Traditionally, RNA sequencing projects require tedious laboratory manipulation and are time-consuming. However, current advancements in next-generation sequencing (NGS) techniques have provided researchers with cost- and time-effective platforms for transcriptomic analyses [16,17,18]. In the current study, we performed de novo transcriptome sequencing of EBN-producing swiftlets (Aerodramus fuciphagus and Aerodramus maximus) and non-EBN-producing swiftlets (Apus affinis) to generate individual reference transcripts for each species. The generated reference transcripts were further analyzed for gene annotation, pathway enrichment, and differential gene expression studies. The transcriptome profiles of the salivary glands of the Aerodramus species and the Apus affinis showed us a differential expression of genes that are important in saliva secretion and the composition of EBN during nest construction.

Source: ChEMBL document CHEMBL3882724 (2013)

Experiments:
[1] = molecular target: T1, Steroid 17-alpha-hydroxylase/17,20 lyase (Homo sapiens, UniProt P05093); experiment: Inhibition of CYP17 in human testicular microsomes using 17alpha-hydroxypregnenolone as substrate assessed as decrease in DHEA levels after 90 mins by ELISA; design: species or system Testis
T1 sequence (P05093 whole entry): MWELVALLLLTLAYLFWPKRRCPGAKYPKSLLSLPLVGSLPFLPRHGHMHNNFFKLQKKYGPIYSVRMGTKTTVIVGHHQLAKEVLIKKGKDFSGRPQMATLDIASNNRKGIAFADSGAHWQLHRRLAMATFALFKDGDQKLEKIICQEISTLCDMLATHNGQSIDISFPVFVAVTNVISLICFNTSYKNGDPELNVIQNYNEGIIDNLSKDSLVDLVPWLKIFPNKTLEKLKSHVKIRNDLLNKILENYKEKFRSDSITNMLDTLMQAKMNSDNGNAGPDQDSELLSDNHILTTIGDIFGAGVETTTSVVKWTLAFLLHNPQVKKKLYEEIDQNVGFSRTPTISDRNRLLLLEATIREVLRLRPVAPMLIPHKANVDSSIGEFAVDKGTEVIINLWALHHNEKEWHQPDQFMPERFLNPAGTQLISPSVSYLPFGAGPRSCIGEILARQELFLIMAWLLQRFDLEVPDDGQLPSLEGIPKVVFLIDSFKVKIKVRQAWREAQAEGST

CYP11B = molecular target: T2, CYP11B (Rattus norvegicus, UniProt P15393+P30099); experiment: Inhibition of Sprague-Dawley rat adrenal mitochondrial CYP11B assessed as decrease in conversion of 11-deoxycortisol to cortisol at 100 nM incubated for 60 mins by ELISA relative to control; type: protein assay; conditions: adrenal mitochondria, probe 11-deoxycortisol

Animal ethics and sampling
RNA sequencing libraries were derived from the salivary glands of Aerodramus fuciphagus (A. fuciphagus), Aerodramus maximus (A. maximus), and Apus affinis (Additional file 1: Table S1). A total of 16 Aerodramus fuciphagus samples (eight from a natural habitat, i.e. caves, and eight from a man-made habitat, i.e. houses), 8 Aerodramus maximus samples from a cave, and 2 Apus affinis samples were collected from various locations (Additional file 1: Table S1). Salivary gland samples of A. maximus from man-made houses were not included in this study as farmers rarely breed A. maximus due to the low value of its nests compared with A. fuciphagus. Upon necropsy, the sublingual salivary glands were removed, weighed, and then stored in RNAlater® solution (Ambion, USA) at −80 °C for RNA extraction. Only well-developed salivary glands (0.06–0.10 g) and partially developed salivary glands (0.01–0.05 g) from adult birds were considered for the RNA sequencing (Additional file 2: Table S2). This sampling strategy was adopted to obtain unbiased and comprehensive transcriptomic profiles, because during the breeding season swiftlets have both types of salivary glands.